The Road Transport and Highways Division has already issued a directive for displaying the 999 number in all public buses across the country
The Road Transport and Highways Division is making it mandatory to display the national emergency helpline number inside public transport, in a bid to curb a rising trend of sexual harassment and other forms of assault against passengers.
The division has already issued a directive for displaying the 999 number in all public buses across the country.
The secretary of Bangladesh Road Transport Authority (BRTA), Mohammad Shawkat Ali, told the Dhaka Tribune that they had been informed of the plan verbally by the Road Transport and Highways Division.
“The initiative will aid people in getting emergency response from the police faster,” he said.
“We will call a meeting with the authorities concerned to execute the order (and) are planning to send a letter to all district-level offices across the country for installing national helpline numbers in visible places of transports.”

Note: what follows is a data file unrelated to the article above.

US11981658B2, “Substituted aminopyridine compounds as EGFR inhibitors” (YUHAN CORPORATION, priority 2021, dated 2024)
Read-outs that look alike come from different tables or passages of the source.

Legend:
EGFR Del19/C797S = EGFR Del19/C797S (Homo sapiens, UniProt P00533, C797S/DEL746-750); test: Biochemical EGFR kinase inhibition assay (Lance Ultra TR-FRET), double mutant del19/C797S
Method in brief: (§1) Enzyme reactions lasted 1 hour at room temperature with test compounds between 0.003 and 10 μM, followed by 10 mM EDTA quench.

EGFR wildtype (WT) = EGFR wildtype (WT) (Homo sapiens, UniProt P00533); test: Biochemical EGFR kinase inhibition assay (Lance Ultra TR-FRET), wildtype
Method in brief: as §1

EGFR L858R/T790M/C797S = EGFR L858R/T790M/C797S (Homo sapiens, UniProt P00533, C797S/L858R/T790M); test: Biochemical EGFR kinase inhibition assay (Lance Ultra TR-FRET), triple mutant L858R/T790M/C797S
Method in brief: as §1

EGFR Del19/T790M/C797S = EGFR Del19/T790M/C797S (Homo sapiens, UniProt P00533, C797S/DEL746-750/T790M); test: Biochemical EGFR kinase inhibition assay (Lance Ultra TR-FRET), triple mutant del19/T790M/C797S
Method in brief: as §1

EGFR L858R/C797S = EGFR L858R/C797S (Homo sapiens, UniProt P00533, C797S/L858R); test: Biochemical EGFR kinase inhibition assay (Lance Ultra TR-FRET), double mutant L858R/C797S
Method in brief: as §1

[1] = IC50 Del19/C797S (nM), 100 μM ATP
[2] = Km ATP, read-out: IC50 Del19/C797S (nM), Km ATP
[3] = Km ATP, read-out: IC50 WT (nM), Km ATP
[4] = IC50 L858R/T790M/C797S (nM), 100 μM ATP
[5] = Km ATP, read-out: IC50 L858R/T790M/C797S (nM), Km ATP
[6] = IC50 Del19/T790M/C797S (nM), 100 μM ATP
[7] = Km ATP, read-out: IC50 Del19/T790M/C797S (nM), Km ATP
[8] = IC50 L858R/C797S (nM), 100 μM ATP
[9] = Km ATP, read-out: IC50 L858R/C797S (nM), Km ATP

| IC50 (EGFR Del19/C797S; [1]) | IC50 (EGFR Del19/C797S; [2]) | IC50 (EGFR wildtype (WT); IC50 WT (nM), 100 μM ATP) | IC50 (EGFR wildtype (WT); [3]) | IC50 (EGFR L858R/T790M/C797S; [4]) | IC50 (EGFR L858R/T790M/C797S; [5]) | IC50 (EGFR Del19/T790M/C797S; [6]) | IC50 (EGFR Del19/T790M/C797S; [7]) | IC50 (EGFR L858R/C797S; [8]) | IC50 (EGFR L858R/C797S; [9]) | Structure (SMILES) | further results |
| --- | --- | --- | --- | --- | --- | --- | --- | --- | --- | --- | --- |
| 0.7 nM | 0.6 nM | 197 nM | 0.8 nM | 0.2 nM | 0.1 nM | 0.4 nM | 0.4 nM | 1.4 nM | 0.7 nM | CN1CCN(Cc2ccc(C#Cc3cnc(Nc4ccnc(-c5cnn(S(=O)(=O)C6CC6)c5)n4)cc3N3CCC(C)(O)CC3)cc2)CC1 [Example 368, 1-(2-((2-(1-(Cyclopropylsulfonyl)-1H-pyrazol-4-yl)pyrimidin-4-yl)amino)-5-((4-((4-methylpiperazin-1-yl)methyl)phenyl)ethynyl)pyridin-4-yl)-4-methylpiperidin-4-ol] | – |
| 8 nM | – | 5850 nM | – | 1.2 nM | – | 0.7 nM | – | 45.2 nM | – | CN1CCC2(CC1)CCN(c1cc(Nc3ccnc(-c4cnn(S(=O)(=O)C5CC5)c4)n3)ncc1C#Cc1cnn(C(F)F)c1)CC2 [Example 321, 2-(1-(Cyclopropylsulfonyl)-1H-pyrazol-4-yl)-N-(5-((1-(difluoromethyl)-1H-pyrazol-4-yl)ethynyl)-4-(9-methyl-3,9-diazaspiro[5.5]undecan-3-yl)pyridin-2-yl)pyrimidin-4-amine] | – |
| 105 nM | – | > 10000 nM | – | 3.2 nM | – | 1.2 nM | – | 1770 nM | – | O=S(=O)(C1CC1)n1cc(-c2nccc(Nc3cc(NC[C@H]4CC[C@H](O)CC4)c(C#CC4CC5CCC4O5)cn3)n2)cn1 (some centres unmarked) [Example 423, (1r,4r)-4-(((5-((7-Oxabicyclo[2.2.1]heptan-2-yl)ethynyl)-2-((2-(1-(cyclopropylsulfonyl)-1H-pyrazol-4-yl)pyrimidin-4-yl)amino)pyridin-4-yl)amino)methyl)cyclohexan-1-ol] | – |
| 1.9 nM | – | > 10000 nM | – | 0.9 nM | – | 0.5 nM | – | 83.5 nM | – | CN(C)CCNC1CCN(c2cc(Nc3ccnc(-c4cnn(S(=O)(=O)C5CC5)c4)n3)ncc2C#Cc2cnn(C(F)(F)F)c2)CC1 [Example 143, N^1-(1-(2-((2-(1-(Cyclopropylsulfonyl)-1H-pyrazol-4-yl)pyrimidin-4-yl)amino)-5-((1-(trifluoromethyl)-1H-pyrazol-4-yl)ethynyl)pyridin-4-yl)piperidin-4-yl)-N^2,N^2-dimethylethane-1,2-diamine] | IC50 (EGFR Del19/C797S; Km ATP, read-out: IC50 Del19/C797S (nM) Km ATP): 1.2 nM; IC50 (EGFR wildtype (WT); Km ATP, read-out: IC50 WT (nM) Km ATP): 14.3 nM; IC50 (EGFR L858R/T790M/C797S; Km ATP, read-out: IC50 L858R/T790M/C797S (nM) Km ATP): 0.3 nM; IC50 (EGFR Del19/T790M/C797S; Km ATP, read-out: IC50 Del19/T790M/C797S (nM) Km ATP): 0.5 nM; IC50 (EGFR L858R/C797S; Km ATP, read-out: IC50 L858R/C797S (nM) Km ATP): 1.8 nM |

Through the number, passengers can seek support from the police not only for sexual harassment issues, but also for assault or professional misconduct by the transport staff.
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“The plan to install the emergency helpline number in public buses will help curb sexual harassment, and allow passengers to get support during any incidents,” said Mozammel Haque, secretary general of Passengers’ Welfare Association.
The 999 national emergency number was launched on December 12, 2017 and also allows citizens to call for emergency fire and ambulance services.
Bangladesh Police operates the helpline, which is available around the clock.